Do Lawyers Drink More than Other Professionals?
Over the course of 15 years of working with individuals who struggle with alcohol use disorders, I’ve heard plenty of stories of attorneys entertaining clients for hours on end, of bottles of hard liquor tucked away into desk drawers at the firm, and work cultures that normalize excessive and problematic drinking. Legal drinking is a very real phenomenon.
I’ve seen individuals in the legal field, from recent law school graduates to full partners at law firms, battle to maintain a healthy relationship to alcohol. And this isn’t just my observation. Research shows that lawyers struggle with drinking more than other professionals in other fields. In a 2016 study of over 12,000 practicing attorneys around the country, 20.6% acknowledged “hazardous, harmful, and potentially alcohol-dependent drinking.” This compares to 6.8% of the general population that is known to struggle with alcohol use disorders.
WHY MIGHT PROBLEMATIC DRINKING OCCUR MORE IN THE LEGAL FIELD?
Certainly, the culture of law firms can encourage problem drinking. Associates are generally encouraged to wine and dine their clients. Colleagues imbibe at restaurants, bars, lounges, strip clubs, and the firm itself in order to bond and let off steam. Law firms are notoriously high-stress environments, and alcohol might be used, at least partially, to cope with this stress.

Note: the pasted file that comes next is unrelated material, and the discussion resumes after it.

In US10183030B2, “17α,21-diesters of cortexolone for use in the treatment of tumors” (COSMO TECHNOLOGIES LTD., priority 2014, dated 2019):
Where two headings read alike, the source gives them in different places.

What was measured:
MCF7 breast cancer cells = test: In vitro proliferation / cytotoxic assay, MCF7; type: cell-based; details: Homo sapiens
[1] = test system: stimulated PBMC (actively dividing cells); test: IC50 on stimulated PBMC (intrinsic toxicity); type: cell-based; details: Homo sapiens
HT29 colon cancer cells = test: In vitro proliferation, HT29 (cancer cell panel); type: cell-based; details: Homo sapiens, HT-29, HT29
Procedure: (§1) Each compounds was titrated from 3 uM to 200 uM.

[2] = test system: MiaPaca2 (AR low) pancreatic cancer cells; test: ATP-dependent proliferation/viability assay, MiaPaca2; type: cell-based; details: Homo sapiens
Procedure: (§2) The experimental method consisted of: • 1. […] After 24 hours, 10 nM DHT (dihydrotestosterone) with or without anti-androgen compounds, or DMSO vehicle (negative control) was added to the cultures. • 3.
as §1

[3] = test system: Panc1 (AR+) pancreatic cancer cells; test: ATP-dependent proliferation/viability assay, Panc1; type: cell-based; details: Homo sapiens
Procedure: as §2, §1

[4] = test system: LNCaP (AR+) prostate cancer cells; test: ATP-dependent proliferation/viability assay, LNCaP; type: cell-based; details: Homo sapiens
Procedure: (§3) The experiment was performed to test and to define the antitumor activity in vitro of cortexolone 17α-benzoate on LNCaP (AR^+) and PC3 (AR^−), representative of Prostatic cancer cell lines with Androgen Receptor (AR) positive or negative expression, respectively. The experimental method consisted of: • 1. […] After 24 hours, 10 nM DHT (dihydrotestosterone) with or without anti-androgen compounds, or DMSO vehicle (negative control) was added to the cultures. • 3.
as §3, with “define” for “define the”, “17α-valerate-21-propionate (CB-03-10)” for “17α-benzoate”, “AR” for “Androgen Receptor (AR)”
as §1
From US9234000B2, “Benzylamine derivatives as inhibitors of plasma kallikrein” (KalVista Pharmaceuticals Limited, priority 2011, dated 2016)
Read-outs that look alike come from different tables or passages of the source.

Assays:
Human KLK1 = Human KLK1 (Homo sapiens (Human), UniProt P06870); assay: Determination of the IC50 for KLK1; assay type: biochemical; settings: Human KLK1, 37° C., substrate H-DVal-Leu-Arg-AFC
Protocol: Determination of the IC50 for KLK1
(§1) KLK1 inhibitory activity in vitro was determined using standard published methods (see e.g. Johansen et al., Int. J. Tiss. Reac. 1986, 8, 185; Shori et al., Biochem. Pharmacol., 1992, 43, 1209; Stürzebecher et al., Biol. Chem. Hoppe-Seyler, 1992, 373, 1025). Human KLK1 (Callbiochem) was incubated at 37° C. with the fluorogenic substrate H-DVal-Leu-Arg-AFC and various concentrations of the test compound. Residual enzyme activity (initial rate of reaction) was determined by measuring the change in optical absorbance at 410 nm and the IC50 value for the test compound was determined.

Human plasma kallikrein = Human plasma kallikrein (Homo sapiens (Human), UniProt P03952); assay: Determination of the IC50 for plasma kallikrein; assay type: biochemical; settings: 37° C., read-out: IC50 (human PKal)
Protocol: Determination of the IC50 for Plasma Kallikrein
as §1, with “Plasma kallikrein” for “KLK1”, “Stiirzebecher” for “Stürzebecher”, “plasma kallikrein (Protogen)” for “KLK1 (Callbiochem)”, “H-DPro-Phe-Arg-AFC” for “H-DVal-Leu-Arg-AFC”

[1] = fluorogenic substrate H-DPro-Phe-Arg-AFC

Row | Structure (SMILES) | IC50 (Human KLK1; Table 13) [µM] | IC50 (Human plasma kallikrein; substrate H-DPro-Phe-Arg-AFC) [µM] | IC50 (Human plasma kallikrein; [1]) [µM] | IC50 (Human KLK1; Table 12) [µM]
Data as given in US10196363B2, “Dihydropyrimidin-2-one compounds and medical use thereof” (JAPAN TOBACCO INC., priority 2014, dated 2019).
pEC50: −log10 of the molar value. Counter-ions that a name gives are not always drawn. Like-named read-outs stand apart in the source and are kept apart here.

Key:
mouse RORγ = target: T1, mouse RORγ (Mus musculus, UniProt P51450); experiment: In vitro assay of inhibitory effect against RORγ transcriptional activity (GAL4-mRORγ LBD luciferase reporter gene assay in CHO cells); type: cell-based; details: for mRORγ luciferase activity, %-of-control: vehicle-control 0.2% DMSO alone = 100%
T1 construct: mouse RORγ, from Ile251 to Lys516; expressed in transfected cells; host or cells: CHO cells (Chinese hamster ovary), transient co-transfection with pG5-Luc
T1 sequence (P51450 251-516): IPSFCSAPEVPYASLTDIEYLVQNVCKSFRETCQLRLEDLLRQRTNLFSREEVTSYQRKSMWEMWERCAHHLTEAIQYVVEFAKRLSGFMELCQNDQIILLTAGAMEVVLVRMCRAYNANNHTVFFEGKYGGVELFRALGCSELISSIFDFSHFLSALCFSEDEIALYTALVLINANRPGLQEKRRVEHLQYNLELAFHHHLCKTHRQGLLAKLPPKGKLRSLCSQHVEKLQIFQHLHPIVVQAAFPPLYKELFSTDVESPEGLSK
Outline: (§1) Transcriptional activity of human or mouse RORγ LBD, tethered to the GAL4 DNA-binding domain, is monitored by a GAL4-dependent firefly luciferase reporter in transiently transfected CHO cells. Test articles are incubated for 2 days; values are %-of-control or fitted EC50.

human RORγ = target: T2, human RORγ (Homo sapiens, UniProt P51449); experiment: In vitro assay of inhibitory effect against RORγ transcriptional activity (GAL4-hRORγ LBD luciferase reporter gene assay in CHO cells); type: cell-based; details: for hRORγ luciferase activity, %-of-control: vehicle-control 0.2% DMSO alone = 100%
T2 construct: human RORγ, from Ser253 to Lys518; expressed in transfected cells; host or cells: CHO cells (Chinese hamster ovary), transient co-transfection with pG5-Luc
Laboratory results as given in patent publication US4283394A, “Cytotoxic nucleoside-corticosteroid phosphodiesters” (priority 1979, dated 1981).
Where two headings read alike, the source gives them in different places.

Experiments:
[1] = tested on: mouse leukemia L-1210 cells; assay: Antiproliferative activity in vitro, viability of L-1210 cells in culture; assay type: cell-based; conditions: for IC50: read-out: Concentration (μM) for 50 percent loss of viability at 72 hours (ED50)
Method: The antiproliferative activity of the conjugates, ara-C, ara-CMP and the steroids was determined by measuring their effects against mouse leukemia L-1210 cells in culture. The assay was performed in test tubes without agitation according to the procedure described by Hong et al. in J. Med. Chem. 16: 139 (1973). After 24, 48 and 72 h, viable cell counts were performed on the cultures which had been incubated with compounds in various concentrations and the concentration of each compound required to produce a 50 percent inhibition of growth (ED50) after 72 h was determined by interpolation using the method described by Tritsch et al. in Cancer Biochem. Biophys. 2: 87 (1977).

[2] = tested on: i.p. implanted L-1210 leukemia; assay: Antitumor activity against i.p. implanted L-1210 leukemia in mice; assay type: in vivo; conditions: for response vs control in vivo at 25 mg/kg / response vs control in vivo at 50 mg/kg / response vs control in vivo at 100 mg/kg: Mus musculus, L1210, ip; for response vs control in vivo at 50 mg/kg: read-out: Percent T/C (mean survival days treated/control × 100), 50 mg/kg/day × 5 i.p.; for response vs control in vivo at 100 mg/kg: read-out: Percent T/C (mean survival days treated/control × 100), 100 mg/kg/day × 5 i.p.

But correlation doesn’t equal causation. We can’t assume that just because there’s a high rate of problematic drinking in the legal world, that working in this profession causes this problem. It’s also possible that those who are more prone to drinking problems seek out law as a career, or that a third variable links working in the legal professional and problem drinking. For instance, the same study cited above found that attorneys experience significant levels of anxiety, depression, and stress. Mental health conditions such as anxiety and depression are known to commonly co-occur with alcohol and substance use disorders. Perhaps anxiety and/or depression are to blame for the high rates of alcohol misuse in the legal world, with lawyers self-medicating their symptoms. But what causes what – or if other variables are at play – is difficult to disentangle.
What to Do If You’re an Attorney and Struggling with a Drinking Problem:
Acknowledging your struggle is a big step toward addressing any problematic behavior. You might begin by noticing what types of situations lead to problem drinking. Is it stress or anxiety? Socializing with clients and colleagues? Physical states such as hunger or fatigue? Understanding your triggers can help you begin to address the problem.
Conduct a thorough pro/con analysis of your drinking behavior. How does alcohol help or benefit you? Is there any harm? What are some of the positive consequences associated with your drinking? Negative? If you were to cut back on your drinking (or stop drinking), how do you imagine your life would change?
Seek out professional help if you are unable to change your drinking patterns – or control the negative consequences associated with your drinking – on your own. Alcohol use disorders can be progressive disorders (with symptoms increasing over time), but various treatment options are available and not all involve going to rehab or committing to lifelong sobriety, a la AA. You and your provider can help you determine what goals and treatment options work best for you.